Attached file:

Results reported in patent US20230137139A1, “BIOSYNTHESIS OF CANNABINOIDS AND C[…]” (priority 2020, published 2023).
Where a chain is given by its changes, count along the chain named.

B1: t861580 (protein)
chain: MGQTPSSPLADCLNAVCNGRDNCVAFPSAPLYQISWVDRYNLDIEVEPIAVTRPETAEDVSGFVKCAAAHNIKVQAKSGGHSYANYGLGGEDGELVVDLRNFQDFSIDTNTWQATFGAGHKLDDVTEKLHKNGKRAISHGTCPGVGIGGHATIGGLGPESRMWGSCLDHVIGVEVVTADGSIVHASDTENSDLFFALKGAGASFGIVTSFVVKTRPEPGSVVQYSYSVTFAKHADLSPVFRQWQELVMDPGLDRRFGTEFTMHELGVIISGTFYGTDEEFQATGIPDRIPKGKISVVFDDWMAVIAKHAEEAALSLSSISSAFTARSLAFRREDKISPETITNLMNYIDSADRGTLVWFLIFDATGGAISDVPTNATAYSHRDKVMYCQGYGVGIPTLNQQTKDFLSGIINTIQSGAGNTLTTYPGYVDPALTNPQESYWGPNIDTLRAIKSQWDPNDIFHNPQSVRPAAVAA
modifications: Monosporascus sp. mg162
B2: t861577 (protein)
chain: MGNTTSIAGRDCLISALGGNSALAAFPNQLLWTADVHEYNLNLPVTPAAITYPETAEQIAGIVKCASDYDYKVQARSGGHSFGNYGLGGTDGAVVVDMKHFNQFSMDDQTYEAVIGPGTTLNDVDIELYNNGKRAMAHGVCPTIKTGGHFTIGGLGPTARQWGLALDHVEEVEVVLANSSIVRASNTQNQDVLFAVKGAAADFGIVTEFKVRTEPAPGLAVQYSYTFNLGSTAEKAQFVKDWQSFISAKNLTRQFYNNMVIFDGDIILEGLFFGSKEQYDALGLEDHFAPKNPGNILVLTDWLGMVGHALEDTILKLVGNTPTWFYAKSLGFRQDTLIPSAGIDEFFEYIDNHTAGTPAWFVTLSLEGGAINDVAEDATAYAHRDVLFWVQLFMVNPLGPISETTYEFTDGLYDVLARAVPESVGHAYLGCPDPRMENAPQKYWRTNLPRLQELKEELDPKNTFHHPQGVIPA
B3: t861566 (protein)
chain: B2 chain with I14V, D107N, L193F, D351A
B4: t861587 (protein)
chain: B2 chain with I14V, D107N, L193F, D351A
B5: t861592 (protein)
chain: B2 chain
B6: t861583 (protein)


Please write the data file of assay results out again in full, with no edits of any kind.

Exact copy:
Results reported in patent US20230137139A1, “BIOSYNTHESIS OF CANNABINOIDS AND C[…]” (priority 2020, published 2023).
Where a chain is given by its changes, count along the chain named.

B1: t861580 (protein)
chain: MGQTPSSPLADCLNAVCNGRDNCVAFPSAPLYQISWVDRYNLDIEVEPIAVTRPETAEDVSGFVKCAAAHNIKVQAKSGGHSYANYGLGGEDGELVVDLRNFQDFSIDTNTWQATFGAGHKLDDVTEKLHKNGKRAISHGTCPGVGIGGHATIGGLGPESRMWGSCLDHVIGVEVVTADGSIVHASDTENSDLFFALKGAGASFGIVTSFVVKTRPEPGSVVQYSYSVTFAKHADLSPVFRQWQELVMDPGLDRRFGTEFTMHELGVIISGTFYGTDEEFQATGIPDRIPKGKISVVFDDWMAVIAKHAEEAALSLSSISSAFTARSLAFRREDKISPETITNLMNYIDSADRGTLVWFLIFDATGGAISDVPTNATAYSHRDKVMYCQGYGVGIPTLNQQTKDFLSGIINTIQSGAGNTLTTYPGYVDPALTNPQESYWGPNIDTLRAIKSQWDPNDIFHNPQSVRPAAVAA
modifications: Monosporascus sp. mg162
B2: t861577 (protein)
chain: MGNTTSIAGRDCLISALGGNSALAAFPNQLLWTADVHEYNLNLPVTPAAITYPETAEQIAGIVKCASDYDYKVQARSGGHSFGNYGLGGTDGAVVVDMKHFNQFSMDDQTYEAVIGPGTTLNDVDIELYNNGKRAMAHGVCPTIKTGGHFTIGGLGPTARQWGLALDHVEEVEVVLANSSIVRASNTQNQDVLFAVKGAAADFGIVTEFKVRTEPAPGLAVQYSYTFNLGSTAEKAQFVKDWQSFISAKNLTRQFYNNMVIFDGDIILEGLFFGSKEQYDALGLEDHFAPKNPGNILVLTDWLGMVGHALEDTILKLVGNTPTWFYAKSLGFRQDTLIPSAGIDEFFEYIDNHTAGTPAWFVTLSLEGGAINDVAEDATAYAHRDVLFWVQLFMVNPLGPISETTYEFTDGLYDVLARAVPESVGHAYLGCPDPRMENAPQKYWRTNLPRLQELKEELDPKNTFHHPQGVIPA
B3: t861566 (protein)
chain: B2 chain with I14V, D107N, L193F, D351A
B4: t861587 (protein)
chain: B2 chain with I14V, D107N, L193F, D351A
B5: t861592 (protein)
chain: B2 chain
B6: t861583 (protein)